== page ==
Cost-plus-20 stalks rehab
HARTFORD, Conn. — Connecticut may join a slew of other states that reimburse rehab providers a paltry 20% over the equipment’s acquisition cost. The so-called cost-plus-20 proposal would yield about $2 million in Medicaid savings and help reduce Connecticut’s $650 million budget deficit.
“Cost-plus-20 is the lowest reimbursement in New England, possibly the country,” said Karyn Estrella, executive director of New England Medical Equipment Dealers (NEMED) association. “It doesn’t include costs for labor and fittings and the time spent with each client.”
Connecticut currently reimburses providers at the suggested retail price minus 15%. The switch to cost-plus-20% would slash the state’s reimbursement for home medical equipment by 30%.
Currently, about 10 states have a cost-plus program in place. Other reimbursement methodologies for rehab include fee-schedule payments and retail-less or list-less methods.
Paul Bergantino is president of Design Able, with three locations in Massachusetts, and Connecticut Rehab in Newington, Conn. He believes the cost-plus-20% billing method is outdated, explaining that the rehab industry is no longer just a product-only service.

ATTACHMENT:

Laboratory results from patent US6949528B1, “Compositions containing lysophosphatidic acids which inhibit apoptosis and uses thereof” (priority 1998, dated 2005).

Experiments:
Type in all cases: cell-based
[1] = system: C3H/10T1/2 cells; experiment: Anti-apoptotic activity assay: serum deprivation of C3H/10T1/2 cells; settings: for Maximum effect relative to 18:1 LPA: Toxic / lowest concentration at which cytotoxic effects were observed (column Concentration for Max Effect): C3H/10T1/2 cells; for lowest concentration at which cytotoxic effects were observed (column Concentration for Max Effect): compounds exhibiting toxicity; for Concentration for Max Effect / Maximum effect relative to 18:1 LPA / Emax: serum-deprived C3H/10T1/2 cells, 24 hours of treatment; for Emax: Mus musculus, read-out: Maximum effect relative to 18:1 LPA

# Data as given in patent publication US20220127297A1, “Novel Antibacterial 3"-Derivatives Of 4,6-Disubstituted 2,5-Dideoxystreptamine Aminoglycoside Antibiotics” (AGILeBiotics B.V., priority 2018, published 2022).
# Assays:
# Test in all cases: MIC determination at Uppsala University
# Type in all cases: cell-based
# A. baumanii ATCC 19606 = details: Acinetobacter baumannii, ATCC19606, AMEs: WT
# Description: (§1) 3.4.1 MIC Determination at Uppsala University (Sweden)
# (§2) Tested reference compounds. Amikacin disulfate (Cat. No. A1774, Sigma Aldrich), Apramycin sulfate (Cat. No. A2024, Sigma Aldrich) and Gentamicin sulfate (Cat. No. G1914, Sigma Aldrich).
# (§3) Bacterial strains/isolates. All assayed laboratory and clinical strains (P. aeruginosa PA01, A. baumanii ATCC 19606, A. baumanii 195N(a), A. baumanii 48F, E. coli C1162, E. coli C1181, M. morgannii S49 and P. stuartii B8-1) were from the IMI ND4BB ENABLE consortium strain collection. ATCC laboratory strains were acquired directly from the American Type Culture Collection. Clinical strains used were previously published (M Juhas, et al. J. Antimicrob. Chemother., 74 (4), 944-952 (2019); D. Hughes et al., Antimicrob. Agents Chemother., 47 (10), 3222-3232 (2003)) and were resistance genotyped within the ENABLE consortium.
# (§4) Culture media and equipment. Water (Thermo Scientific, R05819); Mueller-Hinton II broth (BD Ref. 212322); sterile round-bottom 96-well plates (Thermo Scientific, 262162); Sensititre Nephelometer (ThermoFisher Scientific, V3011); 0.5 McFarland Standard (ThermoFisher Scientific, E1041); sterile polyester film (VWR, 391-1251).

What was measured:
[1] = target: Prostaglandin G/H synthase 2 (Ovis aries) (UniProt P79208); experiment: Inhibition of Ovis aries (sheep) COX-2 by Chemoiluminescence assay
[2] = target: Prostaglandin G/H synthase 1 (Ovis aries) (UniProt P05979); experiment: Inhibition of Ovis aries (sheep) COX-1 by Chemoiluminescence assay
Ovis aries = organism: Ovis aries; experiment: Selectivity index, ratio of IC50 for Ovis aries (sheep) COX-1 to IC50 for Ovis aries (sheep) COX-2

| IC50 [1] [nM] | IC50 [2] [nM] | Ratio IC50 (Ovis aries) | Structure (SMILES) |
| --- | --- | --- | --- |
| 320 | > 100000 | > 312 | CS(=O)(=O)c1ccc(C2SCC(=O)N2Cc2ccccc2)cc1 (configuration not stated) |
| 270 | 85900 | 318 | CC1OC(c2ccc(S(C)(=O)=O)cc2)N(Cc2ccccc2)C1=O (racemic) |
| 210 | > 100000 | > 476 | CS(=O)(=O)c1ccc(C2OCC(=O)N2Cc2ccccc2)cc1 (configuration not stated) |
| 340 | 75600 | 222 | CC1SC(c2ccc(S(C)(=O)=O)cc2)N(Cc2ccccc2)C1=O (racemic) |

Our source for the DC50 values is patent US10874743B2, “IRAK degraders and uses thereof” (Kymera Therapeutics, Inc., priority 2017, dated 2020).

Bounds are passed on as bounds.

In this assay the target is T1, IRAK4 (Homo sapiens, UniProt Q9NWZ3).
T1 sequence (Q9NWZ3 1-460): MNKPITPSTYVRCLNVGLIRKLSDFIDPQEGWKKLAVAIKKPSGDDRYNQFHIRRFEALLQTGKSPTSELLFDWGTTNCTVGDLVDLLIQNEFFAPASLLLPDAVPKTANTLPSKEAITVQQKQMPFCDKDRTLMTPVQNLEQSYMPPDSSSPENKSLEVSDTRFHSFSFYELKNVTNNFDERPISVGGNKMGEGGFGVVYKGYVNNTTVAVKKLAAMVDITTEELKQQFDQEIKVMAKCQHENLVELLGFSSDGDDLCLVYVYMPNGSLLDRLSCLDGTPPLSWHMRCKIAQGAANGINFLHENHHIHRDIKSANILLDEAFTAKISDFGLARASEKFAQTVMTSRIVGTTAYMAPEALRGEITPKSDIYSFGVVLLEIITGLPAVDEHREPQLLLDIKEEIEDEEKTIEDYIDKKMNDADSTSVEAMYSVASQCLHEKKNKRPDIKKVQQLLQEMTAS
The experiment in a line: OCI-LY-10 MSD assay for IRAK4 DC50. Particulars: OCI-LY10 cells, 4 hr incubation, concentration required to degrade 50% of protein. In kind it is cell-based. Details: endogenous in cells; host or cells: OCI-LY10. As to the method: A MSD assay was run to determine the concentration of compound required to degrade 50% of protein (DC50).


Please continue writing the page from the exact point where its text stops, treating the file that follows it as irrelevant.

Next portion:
“People who recommend (cost-plus-20) are uniformed about what rehab is about,” Bergantino said. “We’re not just equipment jockeys. We can not provide rehab equipment appropriately under this system. It is an antiquated payment methodology for a labor intensive industry.”
Massachusetts has had a cost-plus program in place for years. The state pays a reimbursement plus a percentage between 30% and 40%. The Massachusetts system, however, unlike the Connecticut proposal, includes a $44 an hour labor rate, which can be submitted to Medicaid for reimbursement.
While the thought of switching to a cost-plus-20 methodology, might turn the stomach of rehab providers, the suggestion of a reimbursement cut comes as no real surprise.
With states across the country facing some of the largest budget deficits in decades, many, like Connecticut are taking aim at Medicaid.
“States are being squeezed on their budgets right now,” said Seth Johnson, AAHomecare’s director of state government affairs. “They are trying to find savings any way they can.”